Cognitively intact older individuals at risk for developing Alzheimer's disease frequently show increased functional magnetic resonance imaging (fMRI) brain activation presumably associated with compensatory recruitment, whereas mild cognitive impairment (MCI) patients tend not to show increased activation presumably due to reduced neural reserve. Previous studies, however, have typically used episodic memory activation tasks, placing MCI participants at a performance disadvantage relative to healthy elders. In this event-related fMRI study, we employed a low effort, high accuracy semantic memory task to determine if increased activation of memory circuits is preserved in amnestic MCI when task performance is controlled. Fifty-seven participants, aged 65–85 years, comprised three groups (n = 19 each): amnestic MCI patients; cognitively intact older participants at risk for developing Alzheimer's disease based on having at least one ApoE ε4 allele and a positive family history of Alzheimer's disease (At Risk); and cognitively intact participants without Alzheimer's disease risk factors (Control). fMRI was conducted on a 3T MR scanner while participants performed a famous name discrimination task. Participants also underwent neuropsychological testing outside the scanner; whole brain and hippocampal atrophy were assessed from anatomical MRI scans. The three groups did not differ on demographic variables or on fame discrimination performance (>87% correct for all groups). As expected, the amnestic MCI participants demonstrated reduced episodic memory performance. Spatial extent of activation (Fame—Unfamiliar subtraction) differentiated the three groups (Control = 0 ml, At Risk = 9.7 ml, MCI = 34.7 ml). The MCI and At Risk groups showed significantly greater per cent signal change than Control participants in 8 of 14 functionally defined regions, including the medial temporal lobe, temporoparietal junction, and posterior cingulate/precuneus. MCI participants also showed greater activation than Controls in two frontal regions. At Risk, but not MCI, participants showed increased activity in the left hippocampal complex; MCI participants, however, evidenced increased activity in this region when hippocampal atrophy was controlled. When performance is equated, MCI patients demonstrate functional compensation in brain regions subserving semantic memory systems that generally equals or exceeds that observed in cognitively intact individuals at risk for Alzheimer's disease. This hyperactivation profile in MCI is even observed in the left hippocampal complex, but only when the extent of hippocampal atrophy is taken into consideration.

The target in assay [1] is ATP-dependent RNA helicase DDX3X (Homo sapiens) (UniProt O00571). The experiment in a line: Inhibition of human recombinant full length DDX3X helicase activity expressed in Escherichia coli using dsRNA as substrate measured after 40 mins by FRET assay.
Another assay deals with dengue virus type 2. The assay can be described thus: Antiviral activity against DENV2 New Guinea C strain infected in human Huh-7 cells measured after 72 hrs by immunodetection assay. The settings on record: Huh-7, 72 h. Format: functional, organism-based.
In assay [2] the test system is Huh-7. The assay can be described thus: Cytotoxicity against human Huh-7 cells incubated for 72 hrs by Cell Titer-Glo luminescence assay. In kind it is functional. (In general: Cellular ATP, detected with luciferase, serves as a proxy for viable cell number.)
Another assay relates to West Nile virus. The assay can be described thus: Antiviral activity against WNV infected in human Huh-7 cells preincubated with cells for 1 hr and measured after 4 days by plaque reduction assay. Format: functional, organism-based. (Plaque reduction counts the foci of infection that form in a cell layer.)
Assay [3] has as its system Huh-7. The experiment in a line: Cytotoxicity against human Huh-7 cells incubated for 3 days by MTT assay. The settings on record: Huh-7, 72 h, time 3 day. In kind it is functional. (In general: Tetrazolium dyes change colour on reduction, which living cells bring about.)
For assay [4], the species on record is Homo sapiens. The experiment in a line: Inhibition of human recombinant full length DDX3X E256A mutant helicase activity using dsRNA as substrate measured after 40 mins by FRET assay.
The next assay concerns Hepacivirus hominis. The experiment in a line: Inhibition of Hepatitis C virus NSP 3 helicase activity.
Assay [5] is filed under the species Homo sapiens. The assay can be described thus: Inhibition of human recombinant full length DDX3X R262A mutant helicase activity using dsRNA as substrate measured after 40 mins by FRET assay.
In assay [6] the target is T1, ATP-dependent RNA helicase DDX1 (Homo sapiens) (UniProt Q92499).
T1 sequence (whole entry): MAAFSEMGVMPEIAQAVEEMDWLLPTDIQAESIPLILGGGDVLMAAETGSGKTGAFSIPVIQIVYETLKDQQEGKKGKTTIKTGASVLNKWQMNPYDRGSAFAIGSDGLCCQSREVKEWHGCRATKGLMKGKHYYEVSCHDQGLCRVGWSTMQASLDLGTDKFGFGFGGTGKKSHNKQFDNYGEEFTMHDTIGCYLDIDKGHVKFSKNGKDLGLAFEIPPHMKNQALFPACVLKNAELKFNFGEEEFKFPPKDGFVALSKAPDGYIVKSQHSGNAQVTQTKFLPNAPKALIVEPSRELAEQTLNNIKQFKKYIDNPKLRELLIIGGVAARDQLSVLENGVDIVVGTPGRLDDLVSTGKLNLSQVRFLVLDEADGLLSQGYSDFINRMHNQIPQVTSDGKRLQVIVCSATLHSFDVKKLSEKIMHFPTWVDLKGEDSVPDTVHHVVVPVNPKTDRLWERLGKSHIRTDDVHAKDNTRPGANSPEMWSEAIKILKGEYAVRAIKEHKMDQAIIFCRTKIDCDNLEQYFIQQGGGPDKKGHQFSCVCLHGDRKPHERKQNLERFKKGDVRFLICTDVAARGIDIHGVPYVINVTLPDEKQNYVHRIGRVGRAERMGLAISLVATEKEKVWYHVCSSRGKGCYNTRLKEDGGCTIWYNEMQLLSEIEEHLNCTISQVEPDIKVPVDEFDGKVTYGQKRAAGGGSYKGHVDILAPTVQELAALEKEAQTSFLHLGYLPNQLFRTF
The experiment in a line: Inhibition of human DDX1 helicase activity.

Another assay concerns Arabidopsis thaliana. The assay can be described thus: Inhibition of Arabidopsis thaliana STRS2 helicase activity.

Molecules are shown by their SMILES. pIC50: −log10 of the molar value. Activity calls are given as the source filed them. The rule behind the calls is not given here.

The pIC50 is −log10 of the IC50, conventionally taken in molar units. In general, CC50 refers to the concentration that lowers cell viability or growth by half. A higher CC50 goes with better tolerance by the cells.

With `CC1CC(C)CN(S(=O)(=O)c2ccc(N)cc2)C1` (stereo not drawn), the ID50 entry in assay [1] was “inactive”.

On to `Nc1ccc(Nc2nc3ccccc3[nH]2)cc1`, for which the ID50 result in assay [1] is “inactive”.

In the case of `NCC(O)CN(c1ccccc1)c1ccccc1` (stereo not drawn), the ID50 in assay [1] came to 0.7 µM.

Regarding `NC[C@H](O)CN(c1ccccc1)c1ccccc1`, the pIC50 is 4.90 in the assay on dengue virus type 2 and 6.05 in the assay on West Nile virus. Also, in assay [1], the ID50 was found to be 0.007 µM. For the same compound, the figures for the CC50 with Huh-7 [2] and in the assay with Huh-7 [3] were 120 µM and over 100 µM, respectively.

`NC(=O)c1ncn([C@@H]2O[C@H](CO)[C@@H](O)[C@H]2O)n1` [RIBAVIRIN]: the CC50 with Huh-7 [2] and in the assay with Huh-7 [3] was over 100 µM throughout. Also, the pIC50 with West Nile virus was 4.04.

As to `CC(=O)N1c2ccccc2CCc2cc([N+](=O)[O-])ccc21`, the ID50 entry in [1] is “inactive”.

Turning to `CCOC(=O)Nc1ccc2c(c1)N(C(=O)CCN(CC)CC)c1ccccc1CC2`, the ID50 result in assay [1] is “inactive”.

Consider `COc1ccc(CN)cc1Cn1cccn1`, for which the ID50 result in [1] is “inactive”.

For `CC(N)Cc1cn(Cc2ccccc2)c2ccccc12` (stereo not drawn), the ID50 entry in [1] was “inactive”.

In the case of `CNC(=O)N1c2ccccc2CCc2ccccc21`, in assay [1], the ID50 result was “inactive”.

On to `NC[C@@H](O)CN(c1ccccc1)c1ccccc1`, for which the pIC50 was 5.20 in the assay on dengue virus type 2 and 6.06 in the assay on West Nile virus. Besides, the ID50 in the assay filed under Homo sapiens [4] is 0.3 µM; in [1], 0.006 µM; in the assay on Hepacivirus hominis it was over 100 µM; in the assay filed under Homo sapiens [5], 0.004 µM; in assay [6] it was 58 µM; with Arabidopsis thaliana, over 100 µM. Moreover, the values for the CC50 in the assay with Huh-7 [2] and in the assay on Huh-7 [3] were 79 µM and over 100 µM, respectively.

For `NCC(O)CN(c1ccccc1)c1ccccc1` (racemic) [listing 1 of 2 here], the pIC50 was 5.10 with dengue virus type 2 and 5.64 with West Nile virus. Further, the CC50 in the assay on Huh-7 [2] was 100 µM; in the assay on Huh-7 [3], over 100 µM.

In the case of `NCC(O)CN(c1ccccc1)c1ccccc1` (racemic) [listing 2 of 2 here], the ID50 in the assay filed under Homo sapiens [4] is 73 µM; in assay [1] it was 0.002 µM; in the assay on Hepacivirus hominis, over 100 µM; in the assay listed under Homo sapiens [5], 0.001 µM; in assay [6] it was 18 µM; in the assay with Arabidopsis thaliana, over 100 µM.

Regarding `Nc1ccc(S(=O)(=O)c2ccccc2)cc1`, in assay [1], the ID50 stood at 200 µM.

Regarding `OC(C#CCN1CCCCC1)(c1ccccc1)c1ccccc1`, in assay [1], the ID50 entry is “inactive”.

Area under the curve (AUC); fMRI; semantic memory; mild cognitive impairment; APOE ε4
Late-life depression (LLD) and amnestic mild cognitive impairment (aMCI) are associated with medial temporal lobe structural abnormalities. However, the hippocampal functional connectivity (HFC) similarities and differences related to these syndromes when they occur alone or coexist are unclear. Resting-state functional connectivity MRI (R-fMRI) technique was used to measure left and right HFC in 72 elderly participants (LLD [n = 18], aMCI [n = 17], LLD with comorbid aMCI [n = 12], and healthy controls [n = 25]). The main and interactive relationships of LLD and aMCI on the HFC networks were determined, after controlling for age, gender, education and gray matter volumes. The effects of depressive symptoms and episodic memory deficits on the hippocampal functional connections also were assessed. While increased and decreased left and right HFC with several cortical and subcortical structures involved in mood regulation were related to LLD, aMCI was associated with globally diminished connectivity. Significant LLD–aMCI interactions on the right HFC networks were seen in the brain regions critical for emotion processing and higher-order cognitive functions. In the interactive brain regions, LLD and aMCI were associated with diminished hippocampal functional connections, whereas the comorbid group demonstrated enhanced connectivity. Main and interactive effects of depressive symptoms and episodic memory performance were also associated with bilateral HFC network abnormalities. In conclusion, these findings indicate that discrete hippocampal functional network abnormalities are associated with LLD and aMCI when they occur alone. However, when these conditions coexist, more pronounced vulnerabilities of the hippocampal networks occur, which may be a marker of disease severity and impending cognitive decline. By utilizing R-fMRI technique, this study provides novel insights into the neural mechanisms underlying LLD and aMCI in the functional network level.